British film producer lauded for 'unbiased' documentaries on HK
Published: Jun 26, 2022 09:48 PM
Malcolm Clarke Photo: CFP

Malcolm Clarke Photo: CFP

 Malcolm Clarke, a two-time Oscar winner for best short documentary and a 16-time Emmy winner, has made a series of documentaries on the year of social turmoil in the Hong Kong Special Administrative Region (HKSAR) in 2019, triggered by the anti-extradition protests. These documentaries, in sharp contrast to the mainstream narrative about Hong Kong in the West, have won applause from netizens and observers in the city for presenting what happened three years ago with an unbiased perspective. 

In a new interview with Hong Kong media outlet, Clarke said that he was angry and disappointed at the biased coverage of the riots in the Western narrative about the chaos. The site started to air the documentaries Hong Kong Returns starting on Thursday, featuring 10 episodes focusing on different scenarios during the social turmoil in 2019. 

The UK director, who used to work at the BBC, said that the protests were simplified by European and US media outlets, which described it as "a group of courageous young people seeking democracy against an authoritarian China."

"I am angry about these reports, because they are untrue and inaccurate. The story is more complicated than they are making out in their reports," Clarke told

Clarke pointed out that there was a discrepancy between Western coverage and what he saw on the streets, so he decided to balance the information with the documentaries. 

While Western media outlets tried to link Clarke with the Chinese government, netizens on Twitter said that they are grateful to directors like Clarke for showing what really happened in Hong Kong.

Chu Kar-kin, a veteran current affairs commentator based in Hong Kong and a member of the Chinese Association of Hong Kong and Macao Studies, told the Global Times on Sunday that three years ago, riots and violence ruined Hong Kong's law and order, and some facts and stories were at that time ignored by the Western media, while testimonials from witnesses on the scene about violence were not reported by them.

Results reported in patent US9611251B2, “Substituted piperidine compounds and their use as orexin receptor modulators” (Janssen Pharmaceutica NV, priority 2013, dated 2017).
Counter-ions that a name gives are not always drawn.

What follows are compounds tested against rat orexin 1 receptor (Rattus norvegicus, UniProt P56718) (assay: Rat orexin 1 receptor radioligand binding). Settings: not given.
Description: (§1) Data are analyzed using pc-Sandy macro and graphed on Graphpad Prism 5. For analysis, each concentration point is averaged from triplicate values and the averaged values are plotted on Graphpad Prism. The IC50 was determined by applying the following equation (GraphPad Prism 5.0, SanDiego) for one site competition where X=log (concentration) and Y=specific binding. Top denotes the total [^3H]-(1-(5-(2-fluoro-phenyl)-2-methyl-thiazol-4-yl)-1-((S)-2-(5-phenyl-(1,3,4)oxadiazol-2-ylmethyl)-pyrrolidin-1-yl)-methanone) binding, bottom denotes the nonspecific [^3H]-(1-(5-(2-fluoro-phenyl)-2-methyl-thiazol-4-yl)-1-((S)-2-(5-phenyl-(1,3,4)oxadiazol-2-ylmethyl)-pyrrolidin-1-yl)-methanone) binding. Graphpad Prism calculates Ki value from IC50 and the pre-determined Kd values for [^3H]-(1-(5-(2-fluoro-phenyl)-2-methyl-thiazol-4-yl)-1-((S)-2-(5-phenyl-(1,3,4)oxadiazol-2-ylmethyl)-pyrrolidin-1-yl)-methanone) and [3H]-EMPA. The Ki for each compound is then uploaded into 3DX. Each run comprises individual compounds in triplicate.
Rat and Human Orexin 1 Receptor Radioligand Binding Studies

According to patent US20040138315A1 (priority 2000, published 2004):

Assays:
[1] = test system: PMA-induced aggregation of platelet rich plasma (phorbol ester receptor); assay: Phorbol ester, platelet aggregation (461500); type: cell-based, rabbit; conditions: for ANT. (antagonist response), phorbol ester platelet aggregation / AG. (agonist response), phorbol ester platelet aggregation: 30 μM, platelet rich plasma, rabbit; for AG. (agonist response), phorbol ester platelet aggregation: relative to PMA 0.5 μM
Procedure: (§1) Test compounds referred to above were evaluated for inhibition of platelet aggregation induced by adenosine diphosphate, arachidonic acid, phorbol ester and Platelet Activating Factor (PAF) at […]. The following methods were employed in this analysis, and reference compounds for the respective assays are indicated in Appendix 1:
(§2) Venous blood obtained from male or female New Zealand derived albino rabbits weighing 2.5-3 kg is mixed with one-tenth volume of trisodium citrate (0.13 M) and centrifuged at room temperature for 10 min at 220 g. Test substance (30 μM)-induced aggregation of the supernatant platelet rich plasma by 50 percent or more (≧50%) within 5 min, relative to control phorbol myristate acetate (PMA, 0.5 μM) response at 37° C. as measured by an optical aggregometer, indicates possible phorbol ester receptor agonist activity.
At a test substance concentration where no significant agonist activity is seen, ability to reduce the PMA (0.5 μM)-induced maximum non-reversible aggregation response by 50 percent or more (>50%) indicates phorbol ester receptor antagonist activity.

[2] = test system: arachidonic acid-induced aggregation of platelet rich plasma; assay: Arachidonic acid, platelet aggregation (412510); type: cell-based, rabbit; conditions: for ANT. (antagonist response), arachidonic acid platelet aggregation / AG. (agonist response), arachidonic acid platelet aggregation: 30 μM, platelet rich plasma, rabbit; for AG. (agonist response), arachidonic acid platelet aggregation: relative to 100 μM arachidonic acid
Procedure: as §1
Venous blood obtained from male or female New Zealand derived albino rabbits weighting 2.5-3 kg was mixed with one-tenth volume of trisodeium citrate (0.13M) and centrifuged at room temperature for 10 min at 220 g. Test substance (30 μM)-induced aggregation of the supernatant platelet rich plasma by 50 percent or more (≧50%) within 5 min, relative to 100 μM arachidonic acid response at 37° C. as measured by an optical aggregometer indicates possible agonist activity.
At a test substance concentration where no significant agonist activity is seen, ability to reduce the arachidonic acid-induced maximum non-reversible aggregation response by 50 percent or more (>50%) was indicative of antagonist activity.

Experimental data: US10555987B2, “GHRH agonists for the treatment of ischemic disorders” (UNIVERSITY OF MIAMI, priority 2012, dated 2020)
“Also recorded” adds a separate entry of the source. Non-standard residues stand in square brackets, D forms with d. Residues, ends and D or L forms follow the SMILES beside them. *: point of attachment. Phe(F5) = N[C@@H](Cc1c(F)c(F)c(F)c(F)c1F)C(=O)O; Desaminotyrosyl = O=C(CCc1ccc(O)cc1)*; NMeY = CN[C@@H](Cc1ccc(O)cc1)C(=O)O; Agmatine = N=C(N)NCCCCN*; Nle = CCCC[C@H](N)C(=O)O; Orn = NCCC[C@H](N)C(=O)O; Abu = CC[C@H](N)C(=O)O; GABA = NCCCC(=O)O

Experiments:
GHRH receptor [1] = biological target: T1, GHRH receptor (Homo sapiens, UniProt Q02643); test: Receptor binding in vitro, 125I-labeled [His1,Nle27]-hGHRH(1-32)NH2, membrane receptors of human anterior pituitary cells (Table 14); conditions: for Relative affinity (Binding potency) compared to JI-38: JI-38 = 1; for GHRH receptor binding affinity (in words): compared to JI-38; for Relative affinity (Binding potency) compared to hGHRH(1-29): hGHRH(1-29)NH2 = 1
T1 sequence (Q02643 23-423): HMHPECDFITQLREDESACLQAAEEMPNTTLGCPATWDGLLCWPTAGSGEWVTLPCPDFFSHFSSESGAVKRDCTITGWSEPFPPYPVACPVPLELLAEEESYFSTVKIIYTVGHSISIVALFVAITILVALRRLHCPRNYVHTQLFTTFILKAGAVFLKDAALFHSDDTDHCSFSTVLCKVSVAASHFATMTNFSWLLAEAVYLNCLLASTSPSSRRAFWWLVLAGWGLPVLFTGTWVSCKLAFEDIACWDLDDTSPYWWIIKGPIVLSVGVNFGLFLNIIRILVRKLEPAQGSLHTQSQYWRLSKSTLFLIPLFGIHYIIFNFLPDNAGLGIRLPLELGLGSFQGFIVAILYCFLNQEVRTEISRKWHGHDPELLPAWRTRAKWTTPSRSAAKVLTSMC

"Some press selectively took a stance while reporting and making up stories. Locals and the world were misled. Now, Clarke's documentaries have revealed some of the facts. As a local, I personally concur with Clarke's coverage so far. At least, it is not biased," Chu said. "The documentary gives the mainstream Western opinion a slap on the face... I think Hong Kong people who suffered physically and psychologically deserve an apology from these opinions, which led to widespread rumors. They abused their integrity and duty of care for reporting without fact checking."

In a sharp contrast, when another controversial documentary entitled Revolution of Our Times, which glorified the violence and tried to justify illegal activities during the social turmoil, won the prize for "best documentary" at the so-called Chinese language "Oscars" in 2021, some Western media outlets highlighted sensational details mentioned by the director. For example, the film was dedicated to those "who have a conscience, justice and have cried for Hong Kong."

A number of Chinese filmmakers and industry observers lamented that the Golden Horse Awards have become a pathetic tool kidnapped by politics, completely betraying the original aspiration of providing tasteful products for the public. 

They stressed that Clarke's documentaries present a different voice in a Western world that has predominantly applauded violence.